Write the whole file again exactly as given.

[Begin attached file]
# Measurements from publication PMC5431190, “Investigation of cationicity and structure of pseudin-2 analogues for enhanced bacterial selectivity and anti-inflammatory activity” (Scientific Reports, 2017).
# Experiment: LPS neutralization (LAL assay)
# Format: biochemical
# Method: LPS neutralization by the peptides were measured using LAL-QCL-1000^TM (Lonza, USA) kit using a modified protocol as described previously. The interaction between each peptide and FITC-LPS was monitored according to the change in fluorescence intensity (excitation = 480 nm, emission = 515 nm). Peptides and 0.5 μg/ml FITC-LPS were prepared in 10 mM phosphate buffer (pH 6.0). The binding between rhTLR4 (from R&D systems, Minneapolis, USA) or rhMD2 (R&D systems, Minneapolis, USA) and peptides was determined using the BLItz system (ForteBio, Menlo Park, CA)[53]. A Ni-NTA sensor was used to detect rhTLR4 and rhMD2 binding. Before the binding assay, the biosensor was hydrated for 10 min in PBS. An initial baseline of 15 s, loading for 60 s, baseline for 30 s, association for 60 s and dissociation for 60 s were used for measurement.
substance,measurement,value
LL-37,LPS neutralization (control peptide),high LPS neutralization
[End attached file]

# Measurements from publication PMC5431190, “Investigation of cationicity and structure of pseudin-2 analogues for enhanced bacterial selectivity and anti-inflammatory activity” (Scientific Reports, 2017).
# Experiment: LPS neutralization (LAL assay)
# Format: biochemical
# Method: LPS neutralization by the peptides were measured using LAL-QCL-1000^TM (Lonza, USA) kit using a modified protocol as described previously. The interaction between each peptide and FITC-LPS was monitored according to the change in fluorescence intensity (excitation = 480 nm, emission = 515 nm). Peptides and 0.5 μg/ml FITC-LPS were prepared in 10 mM phosphate buffer (pH 6.0). The binding between rhTLR4 (from R&D systems, Minneapolis, USA) or rhMD2 (R&D systems, Minneapolis, USA) and peptides was determined using the BLItz system (ForteBio, Menlo Park, CA)[53]. A Ni-NTA sensor was used to detect rhTLR4 and rhMD2 binding. Before the binding assay, the biosensor was hydrated for 10 min in PBS. An initial baseline of 15 s, loading for 60 s, baseline for 30 s, association for 60 s and dissociation for 60 s were used for measurement.
substance,measurement,value
LL-37,LPS neutralization (control peptide),high LPS neutralization